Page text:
The Federal Court of Appeals here in Atlanta yesterday upheld the convictions against a doctor who, among other things, engaged in cash transactions involving less than $10,000, in order to avoid having the bank file a “currency transaction report”, or “CTR.  The case is called United States v. Sperrazza, and can be read here.

We represent a fair number of medical professionals, but the facts of Dr. Sperazza’s case are a bit unusual.  Doctor S. and his partners operated an anesthesiology practice.   Apparently, whenever a patient paid by check (as opposed to by insurance or government program payment) the doctor would have his payment processors send the checks directly to Dr. Sperrazza.  Most of the time, the weekly bundles of checks totaled less than $10,000.  He would then cash groups of checks, always in amounts that totaled less than $9,000.  Over the course of several years the doctor apparently siphoned over $800,000 out of the anesthesiology practice in this manner.  He was then prosecuted for tax fraud, as well as the crime of “structuring” cash deposits to as to avoid the filing of a CTR.  A jury found him guilty, and he appealed his case to the Eleventh Circuit here in Atlanta. Among other things, he argued that the indictment itself was fatally flawed in the way this charging document described the “structuring” crime.

A couple of interesting things happened in the appeal.  First, the court had to figure out which version of the rules applied.  This was important in that for some unknown reason, the doctor’s legal team never challenged the indictment until after he was convicted.  The rule that talks about pretrial motions (Rule 12) was amended effective December 1, 2014, so the judges had to first figure out whether to use the new or the older version in order to decide how to handle this tardy challenge to the indictment itself.

The United States Supreme Court reversed a federal criminal sentence last week that was imposed on a man who had a lengthy record.  The Defendant fell into the maw of the much-maligned Armed Career Criminal Act (the “ACCA”).  Under the ACCA, a person who possesses a firearm and who has three or more qualifying prior convictions is sentenced to a minimum of 15 years in custody, with the maximum of life imprisonment.  What is called the “residual clause” of the law makes a person eligible for this heavy-duty punishment if any of his or her three prior crimes “otherwise involves conduct that presents a serious potential risk of physical injury to another.”  The Supreme Court, in a very rare move, held this language to be so imprecise as to violate the Constitution.  The case is United States v. Johnson, and can be accessed here.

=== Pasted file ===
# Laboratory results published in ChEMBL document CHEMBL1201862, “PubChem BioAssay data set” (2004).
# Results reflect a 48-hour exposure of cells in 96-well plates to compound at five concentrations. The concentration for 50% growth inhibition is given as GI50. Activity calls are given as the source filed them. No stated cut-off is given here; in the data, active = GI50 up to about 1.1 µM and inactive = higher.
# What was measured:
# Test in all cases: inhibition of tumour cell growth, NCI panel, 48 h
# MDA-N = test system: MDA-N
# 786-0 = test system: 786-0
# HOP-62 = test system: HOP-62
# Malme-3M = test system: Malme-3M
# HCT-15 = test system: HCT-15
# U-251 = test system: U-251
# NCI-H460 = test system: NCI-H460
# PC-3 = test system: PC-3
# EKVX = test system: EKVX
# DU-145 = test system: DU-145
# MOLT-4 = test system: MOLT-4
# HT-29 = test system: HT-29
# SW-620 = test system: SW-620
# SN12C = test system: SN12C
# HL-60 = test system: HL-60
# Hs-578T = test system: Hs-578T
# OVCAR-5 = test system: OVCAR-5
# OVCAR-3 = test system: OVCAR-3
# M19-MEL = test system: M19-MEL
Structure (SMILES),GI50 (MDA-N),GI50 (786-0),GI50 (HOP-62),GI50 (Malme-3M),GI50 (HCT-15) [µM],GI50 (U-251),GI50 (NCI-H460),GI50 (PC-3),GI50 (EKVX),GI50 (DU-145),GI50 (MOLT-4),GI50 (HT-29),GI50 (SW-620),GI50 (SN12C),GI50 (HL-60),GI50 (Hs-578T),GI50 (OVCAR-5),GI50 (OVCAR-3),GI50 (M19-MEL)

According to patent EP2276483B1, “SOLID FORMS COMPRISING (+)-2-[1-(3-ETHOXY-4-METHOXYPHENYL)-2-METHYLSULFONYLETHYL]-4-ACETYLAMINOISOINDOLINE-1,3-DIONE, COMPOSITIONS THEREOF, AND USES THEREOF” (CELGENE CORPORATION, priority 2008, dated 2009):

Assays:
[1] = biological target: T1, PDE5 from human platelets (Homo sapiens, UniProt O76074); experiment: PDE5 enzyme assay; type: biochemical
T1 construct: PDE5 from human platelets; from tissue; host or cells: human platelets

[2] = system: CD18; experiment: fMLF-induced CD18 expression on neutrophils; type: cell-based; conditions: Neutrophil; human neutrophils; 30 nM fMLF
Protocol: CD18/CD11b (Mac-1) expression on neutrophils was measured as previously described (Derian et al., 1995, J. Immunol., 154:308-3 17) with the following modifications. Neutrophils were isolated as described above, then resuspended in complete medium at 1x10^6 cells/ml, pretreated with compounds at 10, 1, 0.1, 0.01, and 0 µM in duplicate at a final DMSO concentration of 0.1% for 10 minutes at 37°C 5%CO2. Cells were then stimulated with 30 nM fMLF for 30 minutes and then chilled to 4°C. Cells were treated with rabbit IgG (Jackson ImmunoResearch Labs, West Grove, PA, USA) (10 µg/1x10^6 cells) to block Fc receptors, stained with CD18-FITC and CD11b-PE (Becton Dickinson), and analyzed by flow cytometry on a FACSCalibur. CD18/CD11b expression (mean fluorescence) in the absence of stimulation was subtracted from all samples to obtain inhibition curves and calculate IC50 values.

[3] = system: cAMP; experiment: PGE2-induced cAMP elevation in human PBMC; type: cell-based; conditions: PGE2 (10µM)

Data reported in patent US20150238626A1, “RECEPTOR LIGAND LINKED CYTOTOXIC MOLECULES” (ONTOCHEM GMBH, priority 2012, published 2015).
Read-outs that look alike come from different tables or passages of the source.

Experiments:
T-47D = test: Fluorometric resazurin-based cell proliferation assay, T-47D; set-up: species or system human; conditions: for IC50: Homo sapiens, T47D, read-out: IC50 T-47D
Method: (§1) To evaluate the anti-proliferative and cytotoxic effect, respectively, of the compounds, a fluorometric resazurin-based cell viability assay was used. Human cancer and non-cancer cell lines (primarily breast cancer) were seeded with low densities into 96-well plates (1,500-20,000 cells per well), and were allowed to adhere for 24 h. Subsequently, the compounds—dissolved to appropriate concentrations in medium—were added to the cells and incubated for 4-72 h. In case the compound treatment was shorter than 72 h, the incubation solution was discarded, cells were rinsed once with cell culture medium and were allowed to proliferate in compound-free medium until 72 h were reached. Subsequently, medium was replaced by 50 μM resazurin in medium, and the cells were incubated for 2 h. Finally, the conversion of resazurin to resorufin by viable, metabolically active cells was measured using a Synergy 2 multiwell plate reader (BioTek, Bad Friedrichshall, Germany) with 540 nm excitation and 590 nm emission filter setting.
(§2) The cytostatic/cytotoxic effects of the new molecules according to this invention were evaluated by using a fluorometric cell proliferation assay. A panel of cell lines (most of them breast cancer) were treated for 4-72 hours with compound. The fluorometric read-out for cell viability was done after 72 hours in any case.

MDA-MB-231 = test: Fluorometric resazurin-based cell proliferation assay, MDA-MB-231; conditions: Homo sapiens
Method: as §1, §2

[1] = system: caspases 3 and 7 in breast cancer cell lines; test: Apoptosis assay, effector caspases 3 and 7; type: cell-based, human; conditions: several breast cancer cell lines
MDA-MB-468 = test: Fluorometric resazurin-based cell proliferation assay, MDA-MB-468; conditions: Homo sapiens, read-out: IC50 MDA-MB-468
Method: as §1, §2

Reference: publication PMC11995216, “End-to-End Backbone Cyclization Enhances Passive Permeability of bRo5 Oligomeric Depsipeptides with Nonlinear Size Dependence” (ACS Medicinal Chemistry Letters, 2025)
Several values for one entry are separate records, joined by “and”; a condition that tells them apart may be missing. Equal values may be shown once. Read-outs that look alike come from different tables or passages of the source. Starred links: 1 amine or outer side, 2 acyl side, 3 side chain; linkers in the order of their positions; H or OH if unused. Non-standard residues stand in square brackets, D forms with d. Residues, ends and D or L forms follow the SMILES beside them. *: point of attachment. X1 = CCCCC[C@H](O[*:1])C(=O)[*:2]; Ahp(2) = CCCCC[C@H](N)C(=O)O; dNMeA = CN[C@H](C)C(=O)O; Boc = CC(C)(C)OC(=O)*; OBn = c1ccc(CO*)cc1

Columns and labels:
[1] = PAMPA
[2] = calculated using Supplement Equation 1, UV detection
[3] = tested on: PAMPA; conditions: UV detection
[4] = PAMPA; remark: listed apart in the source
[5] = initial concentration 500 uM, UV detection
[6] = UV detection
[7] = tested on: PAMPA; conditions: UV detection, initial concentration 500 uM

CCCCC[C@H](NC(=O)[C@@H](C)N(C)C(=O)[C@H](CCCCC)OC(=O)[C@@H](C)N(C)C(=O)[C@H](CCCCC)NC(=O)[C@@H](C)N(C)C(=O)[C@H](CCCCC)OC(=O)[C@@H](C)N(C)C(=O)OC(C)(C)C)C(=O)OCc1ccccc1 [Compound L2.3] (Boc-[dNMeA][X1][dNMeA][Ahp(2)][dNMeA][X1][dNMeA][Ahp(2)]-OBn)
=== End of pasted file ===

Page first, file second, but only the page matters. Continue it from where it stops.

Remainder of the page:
A couple of important things about the ACCA before we discuss the decision.  First, the law was part of that horrible mess enacted in 1986 when our Nation’s rulers decided to impose amazingly long sentences for a whole variety of crimes.  This mess included the now-derided mandatory minimum sentences for various crimes, mostly involving drugs, which I wrote about recently here.  After these laws passed, most experienced practitioners in the federal criminal justice system could not even wrap their heads around fifteen years in custody for merely possessing a gun.  I recall a number of cases where prosecutors simply ignored this statute, believing it could not mean what it said.  By the early 1990’s, however, prosecutors got more comfortable in asking for these lengthy prison sentences. Pretty soon,  we all became accustomed to it, and defense attorneys then started challenging whether this penalty really applied to all of the Defendant’s prior crimes.

These challenges eventually worked their way up to the Supreme Court, resulting in five separate cases over a nine-year span. The first case told judges to use a “categorical approach” when deciding if the Defendant’s prior crime “involved” a “serious potential risk of physical injury to another.”  In other words, look only at the way the crime was defined, not what the person did.  Succeeding cases looked at whether various crimes like DUI, attempted burglary, not reporting to prison, or vehicular flight from the police did or did not fall within this imprecise standard of serious potential risk of physical injury to another.